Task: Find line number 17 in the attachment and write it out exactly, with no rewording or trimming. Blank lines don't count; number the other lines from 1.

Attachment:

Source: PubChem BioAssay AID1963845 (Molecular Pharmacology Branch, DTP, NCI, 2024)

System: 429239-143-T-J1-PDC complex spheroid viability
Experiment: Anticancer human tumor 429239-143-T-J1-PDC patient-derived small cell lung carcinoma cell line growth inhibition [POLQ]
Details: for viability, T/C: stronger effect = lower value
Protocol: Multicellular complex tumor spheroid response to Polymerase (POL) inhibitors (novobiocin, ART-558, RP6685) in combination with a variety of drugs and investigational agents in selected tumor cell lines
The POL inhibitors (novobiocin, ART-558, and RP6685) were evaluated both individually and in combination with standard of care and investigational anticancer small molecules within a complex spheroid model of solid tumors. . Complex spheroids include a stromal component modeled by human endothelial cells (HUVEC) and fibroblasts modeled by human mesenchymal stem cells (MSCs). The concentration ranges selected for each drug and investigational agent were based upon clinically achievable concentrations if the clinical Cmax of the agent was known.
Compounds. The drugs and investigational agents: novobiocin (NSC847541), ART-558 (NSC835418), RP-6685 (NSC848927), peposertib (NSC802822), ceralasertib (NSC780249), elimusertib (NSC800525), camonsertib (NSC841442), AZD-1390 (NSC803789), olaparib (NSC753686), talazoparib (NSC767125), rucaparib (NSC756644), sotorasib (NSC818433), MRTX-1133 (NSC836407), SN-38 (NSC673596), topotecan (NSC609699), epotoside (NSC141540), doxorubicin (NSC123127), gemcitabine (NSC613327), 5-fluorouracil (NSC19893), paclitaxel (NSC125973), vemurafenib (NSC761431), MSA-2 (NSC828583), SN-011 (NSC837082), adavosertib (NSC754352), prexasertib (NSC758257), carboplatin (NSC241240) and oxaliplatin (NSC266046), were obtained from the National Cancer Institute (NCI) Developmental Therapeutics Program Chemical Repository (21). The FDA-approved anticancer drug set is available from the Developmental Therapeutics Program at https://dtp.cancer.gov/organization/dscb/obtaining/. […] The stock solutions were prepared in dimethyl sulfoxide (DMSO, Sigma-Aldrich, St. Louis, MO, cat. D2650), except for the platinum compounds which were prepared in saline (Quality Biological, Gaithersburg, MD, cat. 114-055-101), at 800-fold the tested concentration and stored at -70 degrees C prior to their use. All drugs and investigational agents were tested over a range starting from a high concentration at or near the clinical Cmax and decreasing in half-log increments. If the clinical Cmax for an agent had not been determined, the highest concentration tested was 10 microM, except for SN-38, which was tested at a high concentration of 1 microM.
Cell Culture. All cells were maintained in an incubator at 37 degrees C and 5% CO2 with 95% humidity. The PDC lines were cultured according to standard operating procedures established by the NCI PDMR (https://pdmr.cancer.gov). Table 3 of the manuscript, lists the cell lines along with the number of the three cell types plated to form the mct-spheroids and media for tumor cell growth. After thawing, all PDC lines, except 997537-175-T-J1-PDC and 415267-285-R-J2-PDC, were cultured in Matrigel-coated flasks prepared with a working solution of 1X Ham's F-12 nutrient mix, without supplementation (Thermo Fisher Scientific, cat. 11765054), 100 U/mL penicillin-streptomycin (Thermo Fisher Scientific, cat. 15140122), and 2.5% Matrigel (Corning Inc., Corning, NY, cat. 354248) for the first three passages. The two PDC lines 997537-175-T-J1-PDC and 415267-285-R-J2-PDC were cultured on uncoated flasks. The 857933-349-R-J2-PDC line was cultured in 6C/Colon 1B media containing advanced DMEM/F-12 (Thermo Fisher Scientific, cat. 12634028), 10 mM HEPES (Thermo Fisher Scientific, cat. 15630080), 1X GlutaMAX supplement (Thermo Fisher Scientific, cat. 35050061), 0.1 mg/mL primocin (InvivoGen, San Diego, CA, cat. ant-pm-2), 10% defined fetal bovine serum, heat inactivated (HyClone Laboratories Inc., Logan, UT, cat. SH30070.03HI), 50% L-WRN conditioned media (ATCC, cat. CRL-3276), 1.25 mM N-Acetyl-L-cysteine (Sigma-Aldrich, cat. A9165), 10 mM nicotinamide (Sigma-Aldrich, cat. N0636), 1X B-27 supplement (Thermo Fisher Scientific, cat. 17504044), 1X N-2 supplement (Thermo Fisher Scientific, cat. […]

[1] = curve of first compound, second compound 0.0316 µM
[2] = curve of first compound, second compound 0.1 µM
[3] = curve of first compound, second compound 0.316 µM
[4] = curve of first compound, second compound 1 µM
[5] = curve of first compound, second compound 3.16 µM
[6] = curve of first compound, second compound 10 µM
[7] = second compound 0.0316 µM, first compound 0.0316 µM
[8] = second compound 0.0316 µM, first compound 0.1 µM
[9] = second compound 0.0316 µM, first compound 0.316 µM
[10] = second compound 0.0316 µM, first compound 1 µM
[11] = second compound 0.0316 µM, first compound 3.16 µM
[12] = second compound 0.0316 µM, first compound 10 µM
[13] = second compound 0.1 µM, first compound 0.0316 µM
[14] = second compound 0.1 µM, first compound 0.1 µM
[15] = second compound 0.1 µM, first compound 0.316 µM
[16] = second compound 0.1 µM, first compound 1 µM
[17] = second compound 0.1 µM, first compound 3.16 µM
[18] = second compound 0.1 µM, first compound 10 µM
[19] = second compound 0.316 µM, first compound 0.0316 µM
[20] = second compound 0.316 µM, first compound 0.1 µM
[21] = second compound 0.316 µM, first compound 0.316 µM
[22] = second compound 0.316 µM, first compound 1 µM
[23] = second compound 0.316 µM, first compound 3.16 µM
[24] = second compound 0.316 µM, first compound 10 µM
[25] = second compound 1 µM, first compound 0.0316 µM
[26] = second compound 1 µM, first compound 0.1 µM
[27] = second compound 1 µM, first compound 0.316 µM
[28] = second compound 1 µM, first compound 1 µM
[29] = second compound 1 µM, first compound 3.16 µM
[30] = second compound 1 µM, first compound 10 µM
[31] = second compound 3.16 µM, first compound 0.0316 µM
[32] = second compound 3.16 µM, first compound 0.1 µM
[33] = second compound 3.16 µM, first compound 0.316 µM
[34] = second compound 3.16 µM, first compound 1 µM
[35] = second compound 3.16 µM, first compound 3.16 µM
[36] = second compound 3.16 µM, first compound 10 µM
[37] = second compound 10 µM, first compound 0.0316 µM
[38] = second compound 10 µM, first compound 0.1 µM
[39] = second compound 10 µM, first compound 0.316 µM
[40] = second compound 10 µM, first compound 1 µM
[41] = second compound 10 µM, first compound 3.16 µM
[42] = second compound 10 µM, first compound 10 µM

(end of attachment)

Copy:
[9] = second compound 0.0316 µM, first compound 0.316 µM